When you have a game like this that relies so heavily on voice acting for its exposition, it’s important that that voice acting be at lest tolerable. A bad voice actor can kill a character far easier than a herd of blood thirsty zombies. Fortunately, the cast here is up to the task. New and old voices alike do great jobs of bringing their characters to life. Clementine, as the star, is the lynchpin. As the character has grown up, so has the voice acting. She sounds more mature and more confident, while still keeping a child-like edge that keeps you from thinking she’s completely grown up.
Musically, the game is a hit. Between dramatic slow songs and fast paced strings, there’s a good song for each event in the game. Additionally, there are plenty of moments that have no music at all, which is a valid option more often than not. Combine that with a smart suite of sound effects, and the audio is pretty top notch.
Mechanically, the game is identical to the first season. Things are generally separated into one of three different types of gameplay sections: conversation, exploration, and action.
Conversation in the game sticks to the standard. When Clementine has a chance to speak, there will be up to four different options. Picking different options will steer the conversation towards a different direction or tone, even it doesn’t always affect the overall story. You can also choose to remain silent by not choosing an option before the timer runs out. The story will move forward either way. These sections are generally more about playing Clementine the way you want her to be. For example, a more cold-hearted Clem might tell someone to keep their sob story to themselves, while a more timid Clem might play up the fact that she’s “just a little girl”. It allows for a bit of role-playing, which helps keep things interesting.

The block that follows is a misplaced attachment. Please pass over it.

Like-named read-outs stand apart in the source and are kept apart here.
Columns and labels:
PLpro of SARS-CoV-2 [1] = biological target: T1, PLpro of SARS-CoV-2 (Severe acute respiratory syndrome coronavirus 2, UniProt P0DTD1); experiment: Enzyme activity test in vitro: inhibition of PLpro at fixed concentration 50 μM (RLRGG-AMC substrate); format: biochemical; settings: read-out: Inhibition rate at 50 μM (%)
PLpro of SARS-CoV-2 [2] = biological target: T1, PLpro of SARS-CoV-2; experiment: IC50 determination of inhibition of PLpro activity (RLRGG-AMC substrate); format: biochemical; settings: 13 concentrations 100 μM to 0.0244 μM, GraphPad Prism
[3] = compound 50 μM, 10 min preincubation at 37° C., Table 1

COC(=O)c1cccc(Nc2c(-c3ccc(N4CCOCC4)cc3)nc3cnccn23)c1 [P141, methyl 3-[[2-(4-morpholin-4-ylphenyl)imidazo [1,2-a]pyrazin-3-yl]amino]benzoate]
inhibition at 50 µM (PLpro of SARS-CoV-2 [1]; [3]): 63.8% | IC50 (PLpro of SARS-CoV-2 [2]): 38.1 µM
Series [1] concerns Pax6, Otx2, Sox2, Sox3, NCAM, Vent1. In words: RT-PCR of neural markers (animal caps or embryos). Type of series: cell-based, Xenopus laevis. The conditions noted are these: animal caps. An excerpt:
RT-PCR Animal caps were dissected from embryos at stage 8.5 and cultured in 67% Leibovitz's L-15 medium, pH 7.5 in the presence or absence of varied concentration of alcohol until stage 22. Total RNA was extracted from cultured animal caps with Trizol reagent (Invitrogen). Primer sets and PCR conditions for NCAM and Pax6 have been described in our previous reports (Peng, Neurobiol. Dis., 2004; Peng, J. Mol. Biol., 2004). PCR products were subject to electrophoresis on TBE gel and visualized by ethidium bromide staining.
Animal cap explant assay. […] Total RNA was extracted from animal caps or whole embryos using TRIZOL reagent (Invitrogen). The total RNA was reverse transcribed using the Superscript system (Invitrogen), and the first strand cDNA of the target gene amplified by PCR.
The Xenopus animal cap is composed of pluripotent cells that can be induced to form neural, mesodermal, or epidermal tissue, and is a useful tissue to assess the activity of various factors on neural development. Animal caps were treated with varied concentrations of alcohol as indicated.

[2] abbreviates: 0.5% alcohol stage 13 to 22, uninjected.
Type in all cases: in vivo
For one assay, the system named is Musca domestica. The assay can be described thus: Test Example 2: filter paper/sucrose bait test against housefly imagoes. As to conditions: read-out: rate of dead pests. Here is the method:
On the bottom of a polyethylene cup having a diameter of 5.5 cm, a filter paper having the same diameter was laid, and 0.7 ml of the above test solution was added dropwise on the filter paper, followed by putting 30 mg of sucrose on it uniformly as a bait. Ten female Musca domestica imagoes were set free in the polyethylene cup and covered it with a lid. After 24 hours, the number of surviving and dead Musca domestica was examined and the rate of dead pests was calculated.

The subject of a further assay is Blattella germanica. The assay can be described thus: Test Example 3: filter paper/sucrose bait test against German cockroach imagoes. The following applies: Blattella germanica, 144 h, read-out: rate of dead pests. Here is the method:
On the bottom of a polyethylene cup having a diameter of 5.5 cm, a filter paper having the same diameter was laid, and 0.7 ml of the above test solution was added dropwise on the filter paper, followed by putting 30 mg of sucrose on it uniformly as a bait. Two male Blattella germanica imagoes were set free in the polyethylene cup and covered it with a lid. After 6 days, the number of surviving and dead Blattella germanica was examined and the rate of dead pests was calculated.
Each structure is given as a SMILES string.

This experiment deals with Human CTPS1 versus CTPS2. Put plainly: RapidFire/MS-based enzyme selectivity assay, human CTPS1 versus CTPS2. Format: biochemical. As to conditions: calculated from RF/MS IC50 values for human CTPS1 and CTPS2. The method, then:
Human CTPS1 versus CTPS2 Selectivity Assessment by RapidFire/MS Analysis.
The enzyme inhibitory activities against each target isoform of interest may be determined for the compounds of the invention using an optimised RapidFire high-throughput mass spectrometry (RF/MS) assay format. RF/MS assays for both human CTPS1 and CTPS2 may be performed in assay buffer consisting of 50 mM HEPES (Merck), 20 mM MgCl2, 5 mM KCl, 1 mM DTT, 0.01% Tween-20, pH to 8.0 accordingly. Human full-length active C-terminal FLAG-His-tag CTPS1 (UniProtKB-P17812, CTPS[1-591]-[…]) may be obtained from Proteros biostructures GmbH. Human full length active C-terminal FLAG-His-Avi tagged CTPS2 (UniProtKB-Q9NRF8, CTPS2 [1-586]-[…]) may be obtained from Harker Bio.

Exploration sections are pretty laid back. You aren’t on a timer and you’re free to walk around a small area. These sections have you trying to figure out what you need to do in order to progress. It might be restarting a fire, talking to the right person, or finding something to eat. In these areas, there are usually several different objects you can interact with. While many don’t directly affect your forward momentum, they do offer more depth to the story or setting. There’s no penalty for skipping them either. They’re completely optional.
Mechanically, the way you interact with objects and people is straight forward. Moving the right stick moves your cursor around the area. Move over an object you can interact with, and a series of icons will appear in your cursor. These icons correspond to the various PlayStation buttons. Generally, the cross button is for interact, triangle is for observe, and circle is for talk.
While Clem does have an inventory, you don’t have to worry about it too much. If you need to use that knife you picked up, you’ll simply be able to press a button when you’re in the right spot. There’s no inventory management here, which helps keeps things moving along.
Action sequences are incredibly simple. They’re basically quick time events where failing to input the correct buttons results in death and a quick respawn. These are generally well done, with the actions you’re asked to do logically following the action. For example, if your character needs to duck to the left, you’ll need to flick the left stick in that direction. If your character needs to duck to the right, you flick the stick to the right. It’s functional and gets the job done.
It’s a pretty straight forward and simple. They figured they were better off keeping the gameplay intact and focusing more on the story and events that make up the game. While this style of gameplay certainly isn’t for everyone, it allows them to tell the tale they want. Function over form.
This was the buggiest episode yet. The visual hiccups were everywhere. The last screen shot shows you what I’m talking about. Shadows crawled over faces like they were alive, hair became a couple of pixels floating near someone’s head, and the framerate died constantly. I even had the game crash on me a couple of times. There was also a bit where pausing the game skipped the conversation along by about ten seconds, which was odd. It just doesn’t feel optimized for the Vita.
Short Attention Span Summary
While The Walking Dead has proven itself a series that can create interesting characters and intense situations, it’s decision to give the illusion of choice continues to hobble it. Your choices don’t matter. The story will progress in pretty much the same way no matter what. If you save someone, they’ll die later on to some random event. It doesn’t matter if we’re talking about Ben from the first season, or Nick from this season. They’re all just throwaways. It might as well be a slasher flick. I pretty much have no faith for the final episode at this point.
Tags: Sony, Telltale, The Walking Dead, vita